- Maturity - That takes account of the child's experiences and the child's ability to manage influences on their decision making such as information, peer pressure, family pressure, fear, and misgivings.
- Intelligence - That takes account of the child's understanding, ability to weigh risk and benefit, consideration of longer-term factors such as the effect on family life and on such things as schooling.
- He/she has sufficient maturity and intelligence to understand the nature and implications of the proposed treatment (Is he/she Gillick competent?)
- He/she cannot be persuaded to tell her parents or to allow the doctor to tell them
- He/she is very likely to begin or continue having sexual intercourse with or without contraceptive treatment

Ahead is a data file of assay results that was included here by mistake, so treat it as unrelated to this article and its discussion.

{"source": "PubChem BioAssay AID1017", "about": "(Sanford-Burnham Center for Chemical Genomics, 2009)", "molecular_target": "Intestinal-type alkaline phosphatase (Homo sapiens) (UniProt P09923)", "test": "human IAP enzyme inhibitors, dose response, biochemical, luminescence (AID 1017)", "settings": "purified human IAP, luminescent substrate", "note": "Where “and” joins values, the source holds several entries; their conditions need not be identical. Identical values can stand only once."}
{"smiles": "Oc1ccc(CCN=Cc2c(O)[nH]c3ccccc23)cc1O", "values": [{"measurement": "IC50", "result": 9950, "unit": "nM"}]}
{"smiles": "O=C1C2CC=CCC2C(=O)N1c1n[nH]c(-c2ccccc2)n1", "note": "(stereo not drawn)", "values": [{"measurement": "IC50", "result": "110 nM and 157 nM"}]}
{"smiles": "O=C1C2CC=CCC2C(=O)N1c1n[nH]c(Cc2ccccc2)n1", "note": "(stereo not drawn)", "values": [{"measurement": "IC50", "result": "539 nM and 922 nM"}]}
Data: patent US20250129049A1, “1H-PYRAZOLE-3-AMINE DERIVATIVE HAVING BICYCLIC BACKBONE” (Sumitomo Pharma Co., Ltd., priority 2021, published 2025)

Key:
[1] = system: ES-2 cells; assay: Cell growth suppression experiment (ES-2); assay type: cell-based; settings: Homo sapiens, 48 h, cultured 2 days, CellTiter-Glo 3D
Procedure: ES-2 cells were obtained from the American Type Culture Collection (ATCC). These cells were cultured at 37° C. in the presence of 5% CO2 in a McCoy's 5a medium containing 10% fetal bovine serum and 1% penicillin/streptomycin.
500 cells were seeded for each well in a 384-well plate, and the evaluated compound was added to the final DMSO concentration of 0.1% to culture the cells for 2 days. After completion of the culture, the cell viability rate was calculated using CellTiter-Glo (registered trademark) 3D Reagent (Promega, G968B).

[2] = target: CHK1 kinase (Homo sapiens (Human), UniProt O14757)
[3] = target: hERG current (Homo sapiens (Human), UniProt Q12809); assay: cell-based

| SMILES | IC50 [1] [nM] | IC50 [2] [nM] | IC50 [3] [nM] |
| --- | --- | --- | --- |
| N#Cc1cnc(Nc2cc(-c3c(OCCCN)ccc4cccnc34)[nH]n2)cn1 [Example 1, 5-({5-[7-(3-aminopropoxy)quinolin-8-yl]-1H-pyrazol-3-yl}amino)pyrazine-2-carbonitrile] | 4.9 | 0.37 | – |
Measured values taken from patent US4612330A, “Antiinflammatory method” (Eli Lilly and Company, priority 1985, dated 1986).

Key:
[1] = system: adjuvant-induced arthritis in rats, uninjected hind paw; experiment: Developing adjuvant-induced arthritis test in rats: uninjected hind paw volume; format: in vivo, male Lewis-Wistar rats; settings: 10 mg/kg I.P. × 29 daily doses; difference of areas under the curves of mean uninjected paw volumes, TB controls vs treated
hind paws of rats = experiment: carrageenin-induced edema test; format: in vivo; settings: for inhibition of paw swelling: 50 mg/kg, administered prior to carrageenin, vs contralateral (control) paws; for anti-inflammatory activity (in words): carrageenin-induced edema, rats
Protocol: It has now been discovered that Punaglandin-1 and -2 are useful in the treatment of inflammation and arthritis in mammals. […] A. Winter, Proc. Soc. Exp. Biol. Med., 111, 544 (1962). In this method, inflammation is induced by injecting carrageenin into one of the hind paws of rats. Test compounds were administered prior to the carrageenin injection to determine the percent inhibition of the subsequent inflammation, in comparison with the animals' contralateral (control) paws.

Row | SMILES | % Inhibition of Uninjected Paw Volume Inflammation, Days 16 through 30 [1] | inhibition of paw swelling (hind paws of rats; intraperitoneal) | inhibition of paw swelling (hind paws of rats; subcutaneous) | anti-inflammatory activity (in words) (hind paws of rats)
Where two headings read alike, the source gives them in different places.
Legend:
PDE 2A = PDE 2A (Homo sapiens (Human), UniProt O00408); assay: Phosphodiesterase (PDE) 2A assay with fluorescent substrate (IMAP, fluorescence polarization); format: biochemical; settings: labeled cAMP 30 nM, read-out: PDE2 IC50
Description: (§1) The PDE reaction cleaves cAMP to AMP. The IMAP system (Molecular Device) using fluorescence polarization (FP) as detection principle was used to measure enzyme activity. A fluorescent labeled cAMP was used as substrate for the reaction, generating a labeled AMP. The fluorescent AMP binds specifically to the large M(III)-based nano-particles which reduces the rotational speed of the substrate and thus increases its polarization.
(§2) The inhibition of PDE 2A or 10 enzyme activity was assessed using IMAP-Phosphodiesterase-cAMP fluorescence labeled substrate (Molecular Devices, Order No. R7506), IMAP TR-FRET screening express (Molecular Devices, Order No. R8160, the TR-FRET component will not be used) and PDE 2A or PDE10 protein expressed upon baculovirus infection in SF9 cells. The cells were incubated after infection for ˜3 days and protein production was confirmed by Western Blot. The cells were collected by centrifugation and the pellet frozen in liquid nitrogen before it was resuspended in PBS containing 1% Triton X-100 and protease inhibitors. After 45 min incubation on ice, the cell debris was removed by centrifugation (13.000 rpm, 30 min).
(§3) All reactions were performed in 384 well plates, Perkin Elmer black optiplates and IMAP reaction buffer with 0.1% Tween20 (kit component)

- His/her physical or mental health is likely to suffer unless he/she received the advice or treatment
- The advice or treatment is in the young person’s best interests.
What about taking consent in 16-17 year olds?
- Wheeler R (2006) Gillick or Fraser? A plea for consistency over competence in children. BMJ 332(7545): 807
- Gillick v West Norfolk & Wisbech AHA & DHSS  3 WLR (QBD)
- Axon, R (on the application of) v Secretary of State for Health  EWHC 37 (Admin)
- Mental Capacity Act 2005